By closing its stores, Luskins also breached the provisions regarding the $115,000 bonus, which the Court concludes was contingent on Luskins' performance under the contract, at least with respect to its start-up obligations. Negotiations between the parties demonstrated that they intended the bonus to be conditioned upon Luskins' performance. Plaintiff's Exhibit 5.

Luskins's argued that it was entitled to a bonus that, pursuant to the negotiations and to the Agreement, was characterized as a "startup bonus," even though Luskins made no effort to advertise Cellular One products. Because Luskins had sold substantially all of its assets, Cellular One validly terminated the Agreement approximately two months prior to the payment being due. Therefore, Luskins's failure to perform under the contract breached the Agreement and excused Cellular One's obligation to pay the $115,000 bonus.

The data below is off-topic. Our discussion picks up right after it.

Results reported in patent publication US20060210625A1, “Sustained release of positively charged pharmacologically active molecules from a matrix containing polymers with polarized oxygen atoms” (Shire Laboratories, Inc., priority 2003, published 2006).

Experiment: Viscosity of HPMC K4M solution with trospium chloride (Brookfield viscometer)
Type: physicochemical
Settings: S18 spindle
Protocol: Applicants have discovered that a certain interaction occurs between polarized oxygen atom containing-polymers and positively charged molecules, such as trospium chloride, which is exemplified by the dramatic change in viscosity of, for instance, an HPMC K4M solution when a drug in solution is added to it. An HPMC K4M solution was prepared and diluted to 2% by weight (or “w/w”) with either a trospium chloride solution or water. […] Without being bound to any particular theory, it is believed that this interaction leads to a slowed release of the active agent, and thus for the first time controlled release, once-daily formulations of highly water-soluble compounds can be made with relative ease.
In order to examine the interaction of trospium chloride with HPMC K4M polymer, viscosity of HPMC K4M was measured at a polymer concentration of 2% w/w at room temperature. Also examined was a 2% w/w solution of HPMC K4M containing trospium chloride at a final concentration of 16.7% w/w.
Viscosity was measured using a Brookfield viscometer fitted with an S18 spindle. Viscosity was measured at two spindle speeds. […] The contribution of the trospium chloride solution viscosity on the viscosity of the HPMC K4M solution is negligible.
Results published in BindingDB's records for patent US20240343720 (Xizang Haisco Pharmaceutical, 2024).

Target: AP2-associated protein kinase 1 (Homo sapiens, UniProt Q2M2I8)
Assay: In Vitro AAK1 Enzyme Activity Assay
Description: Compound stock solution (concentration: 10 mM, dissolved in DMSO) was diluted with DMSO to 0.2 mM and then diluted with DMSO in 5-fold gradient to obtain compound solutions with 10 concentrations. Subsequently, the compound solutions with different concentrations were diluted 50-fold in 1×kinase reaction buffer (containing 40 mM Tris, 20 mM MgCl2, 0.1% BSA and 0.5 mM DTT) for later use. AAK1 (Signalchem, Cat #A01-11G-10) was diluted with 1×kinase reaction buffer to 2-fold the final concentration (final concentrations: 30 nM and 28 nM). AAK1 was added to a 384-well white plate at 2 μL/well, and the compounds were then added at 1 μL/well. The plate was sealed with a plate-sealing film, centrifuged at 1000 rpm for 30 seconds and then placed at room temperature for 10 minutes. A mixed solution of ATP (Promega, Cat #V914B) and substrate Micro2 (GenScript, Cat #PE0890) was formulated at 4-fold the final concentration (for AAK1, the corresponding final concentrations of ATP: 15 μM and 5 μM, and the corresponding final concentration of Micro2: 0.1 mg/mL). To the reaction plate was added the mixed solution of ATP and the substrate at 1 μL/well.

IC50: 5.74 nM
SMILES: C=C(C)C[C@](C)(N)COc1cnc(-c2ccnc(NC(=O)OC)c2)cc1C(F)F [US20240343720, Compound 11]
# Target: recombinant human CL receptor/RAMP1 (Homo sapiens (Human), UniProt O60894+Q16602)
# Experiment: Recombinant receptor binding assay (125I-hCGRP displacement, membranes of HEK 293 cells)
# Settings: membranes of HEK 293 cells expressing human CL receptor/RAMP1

Luskins also argued that Cellular One improperly setoff chargebacks on equipment that was issued to it pursuant to Paragraph 8 of Exhibit C of the Agreement. The Court concludes that Cellular One's actions constituted recoupment, not setoff, and were therefore permissible. Notwithstanding the Court's finding, Luskins's second amended joint plan of reorganization, which this Court confirmed on November 26, 1997, expressly waived all potential claims for setoff under section 553 of the Code. Therefore, Luskins is barred from raising such a claim.

Paragraph 8 of Exhibit C of the Agreement provides: